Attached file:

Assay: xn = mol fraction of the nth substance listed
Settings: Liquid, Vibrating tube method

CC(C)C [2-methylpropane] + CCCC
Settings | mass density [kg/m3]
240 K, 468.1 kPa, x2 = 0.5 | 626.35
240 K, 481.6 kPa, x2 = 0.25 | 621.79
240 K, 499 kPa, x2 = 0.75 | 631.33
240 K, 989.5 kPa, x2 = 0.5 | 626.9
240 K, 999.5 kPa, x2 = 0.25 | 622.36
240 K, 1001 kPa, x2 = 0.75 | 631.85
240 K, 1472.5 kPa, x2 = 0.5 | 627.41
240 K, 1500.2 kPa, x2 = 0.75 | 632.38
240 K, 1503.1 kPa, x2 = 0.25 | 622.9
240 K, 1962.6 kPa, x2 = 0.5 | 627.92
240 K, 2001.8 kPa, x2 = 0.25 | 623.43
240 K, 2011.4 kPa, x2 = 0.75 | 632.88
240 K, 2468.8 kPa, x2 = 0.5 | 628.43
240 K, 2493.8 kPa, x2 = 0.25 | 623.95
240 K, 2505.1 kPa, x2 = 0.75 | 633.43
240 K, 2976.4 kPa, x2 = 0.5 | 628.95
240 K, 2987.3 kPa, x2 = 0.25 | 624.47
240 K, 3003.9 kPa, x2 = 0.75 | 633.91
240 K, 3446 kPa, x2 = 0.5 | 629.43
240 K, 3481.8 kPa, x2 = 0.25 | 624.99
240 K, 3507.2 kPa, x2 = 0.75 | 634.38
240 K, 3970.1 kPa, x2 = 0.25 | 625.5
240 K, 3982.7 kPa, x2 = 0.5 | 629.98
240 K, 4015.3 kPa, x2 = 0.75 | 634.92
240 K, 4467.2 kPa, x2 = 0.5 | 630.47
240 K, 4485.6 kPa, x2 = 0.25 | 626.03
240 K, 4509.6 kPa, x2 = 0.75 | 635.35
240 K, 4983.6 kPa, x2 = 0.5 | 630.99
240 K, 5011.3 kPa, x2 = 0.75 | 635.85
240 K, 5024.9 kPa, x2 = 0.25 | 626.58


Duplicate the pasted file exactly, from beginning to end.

Assay: xn = mol fraction of the nth substance listed
Settings: Liquid, Vibrating tube method

CC(C)C [2-methylpropane] + CCCC
Settings | mass density [kg/m3]
240 K, 468.1 kPa, x2 = 0.5 | 626.35
240 K, 481.6 kPa, x2 = 0.25 | 621.79
240 K, 499 kPa, x2 = 0.75 | 631.33
240 K, 989.5 kPa, x2 = 0.5 | 626.9
240 K, 999.5 kPa, x2 = 0.25 | 622.36
240 K, 1001 kPa, x2 = 0.75 | 631.85
240 K, 1472.5 kPa, x2 = 0.5 | 627.41
240 K, 1500.2 kPa, x2 = 0.75 | 632.38
240 K, 1503.1 kPa, x2 = 0.25 | 622.9
240 K, 1962.6 kPa, x2 = 0.5 | 627.92
240 K, 2001.8 kPa, x2 = 0.25 | 623.43
240 K, 2011.4 kPa, x2 = 0.75 | 632.88
240 K, 2468.8 kPa, x2 = 0.5 | 628.43
240 K, 2493.8 kPa, x2 = 0.25 | 623.95
240 K, 2505.1 kPa, x2 = 0.75 | 633.43
240 K, 2976.4 kPa, x2 = 0.5 | 628.95
240 K, 2987.3 kPa, x2 = 0.25 | 624.47
240 K, 3003.9 kPa, x2 = 0.75 | 633.91
240 K, 3446 kPa, x2 = 0.5 | 629.43
240 K, 3481.8 kPa, x2 = 0.25 | 624.99
240 K, 3507.2 kPa, x2 = 0.75 | 634.38
240 K, 3970.1 kPa, x2 = 0.25 | 625.5
240 K, 3982.7 kPa, x2 = 0.5 | 629.98
240 K, 4015.3 kPa, x2 = 0.75 | 634.92
240 K, 4467.2 kPa, x2 = 0.5 | 630.47
240 K, 4485.6 kPa, x2 = 0.25 | 626.03
240 K, 4509.6 kPa, x2 = 0.75 | 635.35
240 K, 4983.6 kPa, x2 = 0.5 | 630.99
240 K, 5011.3 kPa, x2 = 0.75 | 635.85
240 K, 5024.9 kPa, x2 = 0.25 | 626.58